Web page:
and incubation of peripheral blood lymphocytes. 6 in blood culture of patients. Figure 1 shows age and
Unfortunately, all the above-mentioned methods are too sex-wise distribution of patients. Figure 2 shows sex-wise
expensive, tedious, complicated or time-consuming to distribution of isolates in blood culture of patients.
be applied in developing countries even in urban areas,
let alone in remote places and villages. The Widal test
DISCUSSION
has been marked unreliable as also the newer generation
serology tests such as typhidot and tubex.7-9 This study envisaged toward determining the blood culture
reports for detection of S. typhi shows that out of 18 patients
We performed a study on knowledge, attitude, and practices in the age group of 18-30 years S. typhi was isolated in
of general practitioners in several underdeveloped places 3 patients and only 1 S. paratyphi was detected. In the
in India and found the noticeable poverty of infrastructure 31-40 years, age group where the total number of patients
for diagnosis and management of typhoid.10 Under these was 19, 2 and 1 were the S. typhi and S. paratyphi, respectively.
circumstances, we have ventured to study the sensibility and
acceptability of blood culture as a diagnostic tool in this
part of globe wherefrom we might get a deeper insight to
develop new novel but feasible and acceptable diagnostic
strategies which need to be implemented in this type of
background.

MATERIALS AND METHODS


A total of 67 patients (40 males and 27 females) with
complaints of fever of more than 3 days duration were
enrolled for the study. The patients were in the age range
from 18 to 76 years. Most of the patients were from rural Figure 1: Age and sex-wise distribution of patients
and semi-urban backgrounds. The patients who had been
treated with any antibacterial drug for the recent ailment
were excluded from the study population.

About 10-15 ml of blood was collected with standard


aseptic precautions from each patient and was inoculated
into 40-45 ml of brain heart infusion broth. Incubation
was done at 37°C. Subculturing was performed on
days 1, 2, 3 and 7 days on MacConkey agar plates
which were incubated at 37°C for 18-24 h. Lactose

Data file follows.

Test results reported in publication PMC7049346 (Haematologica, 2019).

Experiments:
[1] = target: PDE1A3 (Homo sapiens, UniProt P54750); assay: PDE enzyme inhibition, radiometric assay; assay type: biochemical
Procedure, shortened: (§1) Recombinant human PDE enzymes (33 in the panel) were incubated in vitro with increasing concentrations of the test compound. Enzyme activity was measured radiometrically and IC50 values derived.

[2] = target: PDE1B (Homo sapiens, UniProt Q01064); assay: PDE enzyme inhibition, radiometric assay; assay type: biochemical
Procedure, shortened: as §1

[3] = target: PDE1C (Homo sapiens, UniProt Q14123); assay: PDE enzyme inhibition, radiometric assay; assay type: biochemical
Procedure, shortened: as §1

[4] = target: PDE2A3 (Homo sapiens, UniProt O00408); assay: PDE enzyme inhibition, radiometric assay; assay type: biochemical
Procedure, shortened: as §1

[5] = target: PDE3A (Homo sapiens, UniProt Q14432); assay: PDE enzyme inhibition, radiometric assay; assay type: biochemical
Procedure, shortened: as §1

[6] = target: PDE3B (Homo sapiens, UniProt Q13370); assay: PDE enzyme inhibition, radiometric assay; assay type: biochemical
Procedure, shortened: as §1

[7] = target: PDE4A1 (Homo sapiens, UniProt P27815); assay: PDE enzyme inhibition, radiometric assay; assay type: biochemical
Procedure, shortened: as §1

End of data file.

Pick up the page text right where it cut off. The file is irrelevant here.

nonfermenting colonies, if any, on subculture plates
were picked up and were examined by microscopy after
Gram-staining of the smears. Standard biochemical tests
including motility test were performed for identification Figure 2: Sex-wise distribution of isolates in blood culture of
of Salmonella spp. patients

Table 1: Age and sex‑wise distribution of isolates in blood culture of patients


Age group (years) Number of patients Males Females S. typhi isolated S. paratyphi A isolated
Male Female Male Female
18‑30 18 13 5 2 1 1 ‑
31‑40 19 12 7 1 1 ‑ 1
41‑50 13 7 6 1 ‑ 1 ‑
51‑60 11 7 4 1 1 ‑ ‑
61‑76 6 1 5 ‑ ‑ ‑ ‑
Total 67 40 27 5 3 2 1
S. typhi: Salmonella typhi, S. paratyphi: Salmonella paratyphi

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Bhattacharya, et al.: Blood Culture in Typhoid

Similarly, in the age group 41-50 years out of 13 patients, by insects, principally flies and cockroaches to food is an
1 was S. typhi and1 was S. paratyphi. Again, in the 51-60 years important mode of transmission of typhoid in developing
age group, 2 were detected S. typhi and none belonged to countries. Even then, consumption of contaminated water
S. paratyphi, the total number of patients being 11. In the is the principal cause in the developing countries, compared
oldest age group (>60 years), which consisted only 6 patients, to developed countries where contaminated food due to
none was detected positive for either S. typhi or S. paratyphi. droplet infection imparted by so-called healthy carriers is the
In total, out of 67 patients of all adult age groups (>18 years) commonest cause of typhoid fever. Hence, improvement
8 patients belonged to S. typhi and 3 patients to S. paratyphi. of hygiene and cleanliness of the whole country particularly
This shows that blood culture is positive in only 16.4% cases the rural areas and urban slums is the most important
of clinically suspected typhoid/paratyphoid patients. preventive step against typhoid. Construction of sanitary
latrine in each and every household and frequently in the
Diagnosis of typhoid fever is normally made in all roadside should be the first step to prevent typhoid in this
developed countries principally by blood cultures and also country. Beggars and vagabonds are very common in this